What’s in a Name?

Everything. I’d never start writing a story unless I knew the characters’ names. What a name tells you about a character is limitless–and I’m not talking about what a naming dictionary says it means. I’m talking about the sound of a name, the syllables, long and short vowels, aspirated or unaspirated consonants. The shape of the sound can tell you about the character’s personality, their world, even give you a basic idea of their appearance.

Young writers often shy away from naming their characters, instead using “he” and “she” or tags like “the woman” and “the man.” My theory is that they do this for one of two reasons.

1. They don’t know enough about their characters. Pretty self-explanatory.

2. They’re afraid to learn more about their characters. This is an easy one to get caught up in, because writers want their readers to be interested in the story. The young writer can get hung up on the idea that if a reader can’t relate to a character the reader won’t care to find out what happens. For example, an audience of elderly professors from Yale reading about a teenage boy working on a catfish farm in Mississippi. Or an audience of Napa wine connoisseurs reading about a cellist living in South Brooklyn. Because how can anyone stay interested in something they can’t see themselves doing in a place they’ve never been?

The young writer may think that by keeping things vague he can reach the widest possible audience. (Which is probably why in these stories the setting is just as nondescript as the character–the kitchen, the city, near the beach. Heck, everybody’s seen one of those.) “If I don’t say the character’s name, the reader can’t infer where he’s from, what he looks like, or what he does. Then the reader can project the things he wants to see onto the character and he’ll care more about what happens in the story.” If this were true, every best-seller in the world would be about the woman and the man in the city. Flat, empty, boring. Specific details like names, settings, etc., give the reader something to hang onto, something to build a world from–basically, something to stay interested in.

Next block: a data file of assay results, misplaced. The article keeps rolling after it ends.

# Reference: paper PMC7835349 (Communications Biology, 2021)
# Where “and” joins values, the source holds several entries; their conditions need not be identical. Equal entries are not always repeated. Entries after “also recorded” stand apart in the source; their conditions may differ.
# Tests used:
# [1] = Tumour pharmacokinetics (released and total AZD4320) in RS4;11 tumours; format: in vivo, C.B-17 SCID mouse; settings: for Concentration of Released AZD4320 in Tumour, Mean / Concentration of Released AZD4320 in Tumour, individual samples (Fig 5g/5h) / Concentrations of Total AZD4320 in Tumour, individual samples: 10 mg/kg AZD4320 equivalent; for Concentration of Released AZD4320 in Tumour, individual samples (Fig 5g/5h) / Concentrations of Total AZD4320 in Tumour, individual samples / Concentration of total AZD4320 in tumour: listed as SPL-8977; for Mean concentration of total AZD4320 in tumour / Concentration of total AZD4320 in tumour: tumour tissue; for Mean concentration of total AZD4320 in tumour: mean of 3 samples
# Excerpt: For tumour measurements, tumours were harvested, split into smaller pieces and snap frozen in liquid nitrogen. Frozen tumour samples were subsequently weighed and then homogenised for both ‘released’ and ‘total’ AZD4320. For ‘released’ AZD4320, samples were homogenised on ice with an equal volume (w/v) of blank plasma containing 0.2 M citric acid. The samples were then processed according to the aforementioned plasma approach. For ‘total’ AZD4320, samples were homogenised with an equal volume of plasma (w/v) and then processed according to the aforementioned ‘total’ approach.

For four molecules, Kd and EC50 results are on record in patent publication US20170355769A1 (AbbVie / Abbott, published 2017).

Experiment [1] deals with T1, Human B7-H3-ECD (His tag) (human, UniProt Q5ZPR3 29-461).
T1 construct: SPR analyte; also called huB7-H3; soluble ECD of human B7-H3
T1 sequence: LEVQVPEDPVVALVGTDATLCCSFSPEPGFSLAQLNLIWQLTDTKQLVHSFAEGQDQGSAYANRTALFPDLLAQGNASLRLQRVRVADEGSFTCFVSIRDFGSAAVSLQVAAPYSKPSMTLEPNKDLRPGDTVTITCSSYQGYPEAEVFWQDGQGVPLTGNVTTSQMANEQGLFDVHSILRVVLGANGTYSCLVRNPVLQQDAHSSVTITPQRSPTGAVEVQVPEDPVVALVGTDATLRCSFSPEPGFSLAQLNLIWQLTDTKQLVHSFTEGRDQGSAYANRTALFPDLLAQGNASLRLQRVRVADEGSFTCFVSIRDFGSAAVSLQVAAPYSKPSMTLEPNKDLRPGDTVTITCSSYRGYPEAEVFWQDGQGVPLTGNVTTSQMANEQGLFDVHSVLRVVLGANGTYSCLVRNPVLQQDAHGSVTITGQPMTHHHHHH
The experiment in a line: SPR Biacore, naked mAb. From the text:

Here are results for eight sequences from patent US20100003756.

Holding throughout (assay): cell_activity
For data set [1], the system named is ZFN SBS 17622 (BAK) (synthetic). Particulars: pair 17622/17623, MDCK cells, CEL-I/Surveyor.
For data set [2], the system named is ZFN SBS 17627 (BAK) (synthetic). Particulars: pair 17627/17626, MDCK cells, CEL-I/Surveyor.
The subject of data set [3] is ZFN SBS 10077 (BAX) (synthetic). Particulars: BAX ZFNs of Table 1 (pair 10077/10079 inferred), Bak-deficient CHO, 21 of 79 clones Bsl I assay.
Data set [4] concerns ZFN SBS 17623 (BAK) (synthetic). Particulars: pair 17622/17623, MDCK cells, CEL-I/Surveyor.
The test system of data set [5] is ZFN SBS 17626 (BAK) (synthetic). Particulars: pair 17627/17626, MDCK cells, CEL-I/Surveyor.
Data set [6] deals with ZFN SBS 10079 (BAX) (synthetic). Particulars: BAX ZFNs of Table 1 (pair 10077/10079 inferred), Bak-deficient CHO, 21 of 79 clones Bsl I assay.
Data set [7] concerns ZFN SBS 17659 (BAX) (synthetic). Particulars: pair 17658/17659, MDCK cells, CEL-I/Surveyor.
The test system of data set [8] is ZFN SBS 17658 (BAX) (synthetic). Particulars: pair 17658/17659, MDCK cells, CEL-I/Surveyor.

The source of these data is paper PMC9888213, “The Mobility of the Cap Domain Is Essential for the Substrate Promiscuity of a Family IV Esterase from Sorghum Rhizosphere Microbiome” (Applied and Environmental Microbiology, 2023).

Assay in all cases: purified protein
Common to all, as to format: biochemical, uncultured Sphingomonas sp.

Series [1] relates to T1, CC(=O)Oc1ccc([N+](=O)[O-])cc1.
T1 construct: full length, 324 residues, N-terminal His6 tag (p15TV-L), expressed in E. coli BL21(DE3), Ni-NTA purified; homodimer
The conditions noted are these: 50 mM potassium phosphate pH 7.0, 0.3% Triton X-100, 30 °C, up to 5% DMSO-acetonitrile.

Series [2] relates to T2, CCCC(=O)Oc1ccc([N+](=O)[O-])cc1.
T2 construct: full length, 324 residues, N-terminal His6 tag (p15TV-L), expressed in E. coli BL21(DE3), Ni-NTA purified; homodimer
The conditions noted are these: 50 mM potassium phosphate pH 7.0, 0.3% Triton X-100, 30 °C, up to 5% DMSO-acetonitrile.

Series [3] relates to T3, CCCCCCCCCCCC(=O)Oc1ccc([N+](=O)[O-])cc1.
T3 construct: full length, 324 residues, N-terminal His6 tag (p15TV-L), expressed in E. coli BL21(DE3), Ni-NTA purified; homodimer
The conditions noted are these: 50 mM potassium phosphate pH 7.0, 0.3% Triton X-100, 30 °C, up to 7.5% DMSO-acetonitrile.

But I’ve been thinking and rambling on about all of this with the intention of eventually coming to a point. Joshua and I know what we’re going to name Enis. We’ve had names picked out from the beginning, prepared for a boy and a girl. We were even prepared for twins of either sex. Barring a major disparity in how our son looks, his name is ready and waiting. And when they hear it, people are going to think we’re insane. Especially if we explain how we came up with the name. But that’s the fun part about being me and Josh: anytime we explain our decision making process, people think we’re insane.

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